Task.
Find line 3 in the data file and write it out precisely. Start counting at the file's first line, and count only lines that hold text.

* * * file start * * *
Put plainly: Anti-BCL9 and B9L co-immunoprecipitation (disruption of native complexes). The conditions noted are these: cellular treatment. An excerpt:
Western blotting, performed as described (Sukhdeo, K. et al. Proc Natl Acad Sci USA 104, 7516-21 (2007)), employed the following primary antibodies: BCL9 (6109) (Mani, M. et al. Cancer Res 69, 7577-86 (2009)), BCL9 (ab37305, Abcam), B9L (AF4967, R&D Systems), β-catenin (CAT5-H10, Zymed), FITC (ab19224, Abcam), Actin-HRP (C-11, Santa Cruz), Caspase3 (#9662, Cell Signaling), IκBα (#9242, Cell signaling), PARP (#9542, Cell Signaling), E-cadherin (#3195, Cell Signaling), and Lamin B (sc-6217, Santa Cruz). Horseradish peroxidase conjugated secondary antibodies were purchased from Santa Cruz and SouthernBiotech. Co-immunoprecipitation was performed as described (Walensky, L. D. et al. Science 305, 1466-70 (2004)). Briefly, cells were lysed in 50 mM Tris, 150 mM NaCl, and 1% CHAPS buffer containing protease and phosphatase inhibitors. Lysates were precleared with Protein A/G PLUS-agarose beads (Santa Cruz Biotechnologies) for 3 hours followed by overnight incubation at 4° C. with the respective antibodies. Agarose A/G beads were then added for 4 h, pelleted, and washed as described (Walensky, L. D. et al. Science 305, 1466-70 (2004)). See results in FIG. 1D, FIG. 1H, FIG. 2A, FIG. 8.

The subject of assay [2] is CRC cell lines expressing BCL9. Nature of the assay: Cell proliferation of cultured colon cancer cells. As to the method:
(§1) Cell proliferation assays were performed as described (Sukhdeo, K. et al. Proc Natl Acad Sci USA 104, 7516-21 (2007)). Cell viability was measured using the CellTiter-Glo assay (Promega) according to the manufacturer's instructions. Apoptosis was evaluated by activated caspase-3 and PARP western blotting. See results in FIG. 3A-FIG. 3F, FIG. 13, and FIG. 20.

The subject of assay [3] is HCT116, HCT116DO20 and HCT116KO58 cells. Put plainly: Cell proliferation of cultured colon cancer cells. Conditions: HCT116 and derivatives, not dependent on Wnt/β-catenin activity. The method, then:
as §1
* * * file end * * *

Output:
The subject of assay [2] is CRC cell lines expressing BCL9. Nature of the assay: Cell proliferation of cultured colon cancer cells. As to the method: